For the medicine men, the failure of the Europeans to leave gifts so shocked them that they refused to do another healing session the rest of the month they were scheduled to stay in Europe. Instead, they mainly watched television, especially Western movies, in their hotel rooms until time to return to America.

One reason I share this story is that today in contemporary Western circles there can be a certain romantic idealism about the material side of shamanism—sometimes to such a degree that Westerners may look askance at anyone who accepts payment, other than a pouch of tobacco, for shamanic services. They should know that today among Native Americans of the Northwest Coast, it is not unusual for a person to leave a gift of a hundred dollars or more for a healing session of two hours by an outstanding shaman, with money being shared by the shaman and the assisting drummers. Similarly, among the Mono-Yokuts people of Native California in the early twentieth century, shamans were commonly given gifts of thirty to fifty dollars per healing session, the equivalent at that time of at least one or two weeks’ pay for a farm laborer.18

Repayment of obligations takes different forms in different societies, but it takes place nonetheless. In a few tribal societies, shamans may explicitly specify how much is to be paid in exchange for their services. Among the Shuar people of the Upper Amazon, the payment for a healing to an outstanding shaman traditionally was a pig, featherwork, a blowgun, a shotgun, or a combination of these. If the shaman had to travel to a patient in a distant neighborhood, often payment was required in advance!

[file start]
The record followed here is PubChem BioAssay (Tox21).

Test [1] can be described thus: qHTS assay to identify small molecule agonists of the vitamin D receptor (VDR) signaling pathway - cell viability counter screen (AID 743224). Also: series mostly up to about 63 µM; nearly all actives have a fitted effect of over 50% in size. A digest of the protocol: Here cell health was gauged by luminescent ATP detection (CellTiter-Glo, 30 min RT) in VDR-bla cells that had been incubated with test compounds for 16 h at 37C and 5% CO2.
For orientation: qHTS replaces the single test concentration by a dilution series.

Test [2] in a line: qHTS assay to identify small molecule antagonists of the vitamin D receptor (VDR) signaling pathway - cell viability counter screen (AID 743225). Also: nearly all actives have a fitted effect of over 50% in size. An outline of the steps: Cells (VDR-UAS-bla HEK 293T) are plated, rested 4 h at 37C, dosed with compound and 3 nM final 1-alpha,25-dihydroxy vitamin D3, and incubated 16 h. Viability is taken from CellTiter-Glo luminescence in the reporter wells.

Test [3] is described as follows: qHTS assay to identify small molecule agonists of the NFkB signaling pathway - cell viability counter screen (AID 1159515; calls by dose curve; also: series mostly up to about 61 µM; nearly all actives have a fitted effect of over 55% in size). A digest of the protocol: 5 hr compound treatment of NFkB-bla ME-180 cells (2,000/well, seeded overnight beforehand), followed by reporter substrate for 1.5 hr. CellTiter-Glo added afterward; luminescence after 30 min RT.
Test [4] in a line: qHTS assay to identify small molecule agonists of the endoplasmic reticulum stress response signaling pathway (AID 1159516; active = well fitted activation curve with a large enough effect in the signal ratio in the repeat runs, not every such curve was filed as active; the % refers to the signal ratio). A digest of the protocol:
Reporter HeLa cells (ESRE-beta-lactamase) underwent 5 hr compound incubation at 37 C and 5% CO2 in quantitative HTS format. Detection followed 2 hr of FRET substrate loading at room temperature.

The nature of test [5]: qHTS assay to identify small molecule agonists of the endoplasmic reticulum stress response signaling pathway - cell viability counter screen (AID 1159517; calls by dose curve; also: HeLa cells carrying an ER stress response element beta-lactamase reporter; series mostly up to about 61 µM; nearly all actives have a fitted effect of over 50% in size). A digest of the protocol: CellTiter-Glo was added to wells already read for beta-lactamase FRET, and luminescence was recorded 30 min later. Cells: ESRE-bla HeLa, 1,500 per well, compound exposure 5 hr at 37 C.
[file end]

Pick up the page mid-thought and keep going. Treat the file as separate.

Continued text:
What is important is that matters of material reward not be on the minds of shamans, for such preoccupations can interfere with their necessary concentration on working generously and compassionately with the spirits to help others. Similarly, to mention payments to shamans can interfere with their being helped by compassionate spirits in the healing work.


Tribal shamans may seem to work long hours. When the sun sets, their day’s ordinary chores done, they then have shamanic tasks to undertake in their community. The work at times can appear quite strenuous, involving several hours of dancing, drumming, and other physical activity, as in Siberia.

In some parts of the indigenous world, well-known shamans may also be requested to make distant “house calls,” requiring them to walk, paddle, or ride horseback (or reindeer-back) significant distances to visit infirm patients, although more frequently patients and clients come to visit the shamans.

The shamans’ arduous routines and the ceaseless demands of their communities have led some Western observers to wonder why anyone would want to shamanize. Indeed, it is common even for many younger relatives of a tribal shaman to express the disinclination to become a shaman, for fear that their lives would not be their own.